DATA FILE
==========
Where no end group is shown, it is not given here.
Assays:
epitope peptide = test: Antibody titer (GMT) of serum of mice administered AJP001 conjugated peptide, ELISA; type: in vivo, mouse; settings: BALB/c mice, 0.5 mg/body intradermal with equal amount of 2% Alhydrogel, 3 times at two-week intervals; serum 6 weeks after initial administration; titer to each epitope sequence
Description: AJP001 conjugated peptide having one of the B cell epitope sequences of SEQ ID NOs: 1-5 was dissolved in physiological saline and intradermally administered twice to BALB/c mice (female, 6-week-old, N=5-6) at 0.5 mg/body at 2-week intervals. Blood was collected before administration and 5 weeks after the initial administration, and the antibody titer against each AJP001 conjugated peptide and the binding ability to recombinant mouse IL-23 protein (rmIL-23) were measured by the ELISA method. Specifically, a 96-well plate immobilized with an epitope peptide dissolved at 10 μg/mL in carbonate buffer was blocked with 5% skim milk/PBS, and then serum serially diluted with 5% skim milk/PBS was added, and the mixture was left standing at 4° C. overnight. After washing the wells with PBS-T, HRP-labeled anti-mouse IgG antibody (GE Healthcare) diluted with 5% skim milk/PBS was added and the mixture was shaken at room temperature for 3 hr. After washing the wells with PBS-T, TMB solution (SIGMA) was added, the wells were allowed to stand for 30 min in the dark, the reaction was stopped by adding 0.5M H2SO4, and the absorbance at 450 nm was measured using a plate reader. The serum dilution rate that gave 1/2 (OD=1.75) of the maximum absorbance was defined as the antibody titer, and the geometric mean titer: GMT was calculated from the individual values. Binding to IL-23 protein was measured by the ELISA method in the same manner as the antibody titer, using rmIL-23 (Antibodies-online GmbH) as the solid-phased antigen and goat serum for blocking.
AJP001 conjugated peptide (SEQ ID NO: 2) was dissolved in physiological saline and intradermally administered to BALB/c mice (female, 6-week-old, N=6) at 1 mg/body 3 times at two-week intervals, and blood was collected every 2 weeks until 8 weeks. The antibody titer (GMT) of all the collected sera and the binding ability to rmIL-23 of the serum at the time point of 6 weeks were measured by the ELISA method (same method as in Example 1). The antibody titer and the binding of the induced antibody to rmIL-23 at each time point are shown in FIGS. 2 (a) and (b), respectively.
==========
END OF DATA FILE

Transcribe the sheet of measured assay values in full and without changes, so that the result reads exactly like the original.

Where no end group is shown, it is not given here.
Assays:
epitope peptide = test: Antibody titer (GMT) of serum of mice administered AJP001 conjugated peptide, ELISA; type: in vivo, mouse; settings: BALB/c mice, 0.5 mg/body intradermal with equal amount of 2% Alhydrogel, 3 times at two-week intervals; serum 6 weeks after initial administration; titer to each epitope sequence
Description: AJP001 conjugated peptide having one of the B cell epitope sequences of SEQ ID NOs: 1-5 was dissolved in physiological saline and intradermally administered twice to BALB/c mice (female, 6-week-old, N=5-6) at 0.5 mg/body at 2-week intervals. Blood was collected before administration and 5 weeks after the initial administration, and the antibody titer against each AJP001 conjugated peptide and the binding ability to recombinant mouse IL-23 protein (rmIL-23) were measured by the ELISA method. Specifically, a 96-well plate immobilized with an epitope peptide dissolved at 10 μg/mL in carbonate buffer was blocked with 5% skim milk/PBS, and then serum serially diluted with 5% skim milk/PBS was added, and the mixture was left standing at 4° C. overnight. After washing the wells with PBS-T, HRP-labeled anti-mouse IgG antibody (GE Healthcare) diluted with 5% skim milk/PBS was added and the mixture was shaken at room temperature for 3 hr. After washing the wells with PBS-T, TMB solution (SIGMA) was added, the wells were allowed to stand for 30 min in the dark, the reaction was stopped by adding 0.5M H2SO4, and the absorbance at 450 nm was measured using a plate reader. The serum dilution rate that gave 1/2 (OD=1.75) of the maximum absorbance was defined as the antibody titer, and the geometric mean titer: GMT was calculated from the individual values. Binding to IL-23 protein was measured by the ELISA method in the same manner as the antibody titer, using rmIL-23 (Antibodies-online GmbH) as the solid-phased antigen and goat serum for blocking.
AJP001 conjugated peptide (SEQ ID NO: 2) was dissolved in physiological saline and intradermally administered to BALB/c mice (female, 6-week-old, N=6) at 1 mg/body 3 times at two-week intervals, and blood was collected every 2 weeks until 8 weeks. The antibody titer (GMT) of all the collected sera and the binding ability to rmIL-23 of the serum at the time point of 6 weeks were measured by the ELISA method (same method as in Example 1). The antibody titer and the binding of the induced antibody to rmIL-23 at each time point are shown in FIGS. 2 (a) and (b), respectively.